The Self-Directed IRA is a powerful tool for non-traditional retirement investments: real estate, precious metals, tax liens, private lending, and more. But what if you want to use the freedom of a Self-Directed IRA in a far more traditional way? What if you want to hold stocks, stock funds, and bonds within your Self-Directed IRA? Is it possible? Is it a good idea? And what are some of the common pitfalls you’ll want to know before getting started?
Using Traditional Investments Within a Self-Directed IRA
For starters: yes, you can hold traditional investments within an IRA. A “Self-Directed IRA,” after all, is not a unique account. Self-directing a Roth IRA means you are using a Roth IRA. Self-Directing a Traditional IRA means you are using a Traditional IRA. You can hold stocks and bonds within these retirement accounts, regardless of your overall strategy.
That brings us to a second question: why? People tend to expand to Self-Directed IRAs because they’re seeking additional portfolio diversification. For many investors, an IRA is a way to get away from the traditional investments they have been using, making sure that their nest egg casts a wider net on a broader range of asset classes.
However, it’s worth noting that there are some areas in which self-direction and a traditional retirement strategy might overlap.
Buying Private Stock with a Self-Directed IRA
Use a Traditional IRA with a traditional brokerage offering and you will likely find that you only have traditional options. You can buy public stocks, mutual funds, and the like—but what if you have access to private stock that could potentially yield you even higher returns than the stock market index?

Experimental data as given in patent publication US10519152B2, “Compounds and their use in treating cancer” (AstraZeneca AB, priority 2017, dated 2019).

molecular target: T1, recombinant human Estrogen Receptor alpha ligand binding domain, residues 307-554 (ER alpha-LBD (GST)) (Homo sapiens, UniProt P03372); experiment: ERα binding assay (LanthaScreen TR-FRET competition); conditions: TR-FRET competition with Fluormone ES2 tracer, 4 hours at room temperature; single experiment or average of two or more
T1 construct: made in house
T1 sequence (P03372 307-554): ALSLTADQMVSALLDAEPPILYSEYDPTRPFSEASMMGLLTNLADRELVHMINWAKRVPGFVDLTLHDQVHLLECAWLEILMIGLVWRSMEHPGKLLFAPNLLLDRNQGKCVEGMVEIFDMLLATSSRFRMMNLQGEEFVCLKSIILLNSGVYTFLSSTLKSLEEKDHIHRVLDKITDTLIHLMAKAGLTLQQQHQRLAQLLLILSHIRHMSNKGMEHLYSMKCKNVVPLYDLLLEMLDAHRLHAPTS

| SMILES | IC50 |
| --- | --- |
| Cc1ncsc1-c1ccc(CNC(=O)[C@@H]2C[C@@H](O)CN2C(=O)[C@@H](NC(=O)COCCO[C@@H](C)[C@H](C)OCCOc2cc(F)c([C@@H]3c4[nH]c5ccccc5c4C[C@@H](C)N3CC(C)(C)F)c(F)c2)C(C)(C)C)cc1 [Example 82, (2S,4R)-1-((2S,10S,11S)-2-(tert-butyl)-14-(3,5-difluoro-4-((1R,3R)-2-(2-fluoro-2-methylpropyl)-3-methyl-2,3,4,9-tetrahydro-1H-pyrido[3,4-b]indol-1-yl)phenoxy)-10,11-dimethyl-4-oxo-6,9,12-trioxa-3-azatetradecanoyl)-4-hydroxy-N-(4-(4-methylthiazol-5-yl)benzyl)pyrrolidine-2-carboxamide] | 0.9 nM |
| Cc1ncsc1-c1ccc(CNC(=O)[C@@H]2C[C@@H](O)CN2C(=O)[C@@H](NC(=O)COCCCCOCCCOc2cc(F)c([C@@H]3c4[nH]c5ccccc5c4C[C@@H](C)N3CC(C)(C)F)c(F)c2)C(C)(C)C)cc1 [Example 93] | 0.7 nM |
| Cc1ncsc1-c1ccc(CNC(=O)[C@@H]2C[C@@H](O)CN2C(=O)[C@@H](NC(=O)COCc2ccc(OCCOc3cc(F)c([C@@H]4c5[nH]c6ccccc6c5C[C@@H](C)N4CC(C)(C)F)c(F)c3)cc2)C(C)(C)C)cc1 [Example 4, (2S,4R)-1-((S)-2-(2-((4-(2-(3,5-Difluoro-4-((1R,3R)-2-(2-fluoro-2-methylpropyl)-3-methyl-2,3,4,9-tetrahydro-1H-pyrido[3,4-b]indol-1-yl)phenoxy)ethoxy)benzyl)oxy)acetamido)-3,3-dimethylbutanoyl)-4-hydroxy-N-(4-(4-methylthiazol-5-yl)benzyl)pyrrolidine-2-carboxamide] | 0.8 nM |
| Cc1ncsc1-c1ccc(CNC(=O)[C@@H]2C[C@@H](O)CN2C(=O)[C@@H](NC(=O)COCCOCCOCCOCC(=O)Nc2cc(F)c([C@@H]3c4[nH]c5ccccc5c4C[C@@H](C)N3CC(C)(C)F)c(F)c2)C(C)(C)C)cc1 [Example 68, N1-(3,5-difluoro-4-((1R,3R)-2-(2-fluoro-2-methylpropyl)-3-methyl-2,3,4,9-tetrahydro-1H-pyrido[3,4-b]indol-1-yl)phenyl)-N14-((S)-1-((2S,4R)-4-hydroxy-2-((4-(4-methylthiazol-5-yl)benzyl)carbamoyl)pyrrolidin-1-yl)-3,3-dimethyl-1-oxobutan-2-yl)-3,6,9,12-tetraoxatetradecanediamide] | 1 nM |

Investing in private stock for retirement might seem similar to buying any type of stock, but it’s generally a “non-traditional asset” that works best with a Self-Directed IRA.
Known as Self-Directed IRA investing for private companies, this strategy has a few rules that don’t apply with public stocks:
- You cannot invest in a private company that you or any “prohibited” person owns or controls. This is a limitation set forth by the IRS to discourage people from linking their retirement investment accounts with personal benefits.
- When you earn income through this investment, it should be paid to your IRA, it should go according to its percentage of ownership. For example, if your IRA owns 30% of the company, it should receive 30% of all income.
- The company management must provide an annual “Fair Market Valuation” that is then to be submitted to your Self-Directed IRA administration firm. For example, if you were working with American IRA, it would be submitted to American IRA.
Using More “Traditional” Style Assets While Self-Directing
Although it’s possible to use traditional retirement assets in a self-directed account, the reason people open self-directed accounts is to gain access to a completely different way of investing for retirement. It’s extra paperwork, to be sure, but it also affords you the freedom to invest in assets like real estate and private companies to build retirement cash flow.
In other words, a Self-Directed IRA can be a great tool for building wealth—and one that is not dependent on the stock market’s returns.
This gives Self-Directed IRA holders a tremendous amount of confidence in their retirement investments. They no longer have to watch the daily returns on their mutual funds to feel financial peace. They can instead turn to a broader range of assets that can withstand different types of economic “weather.”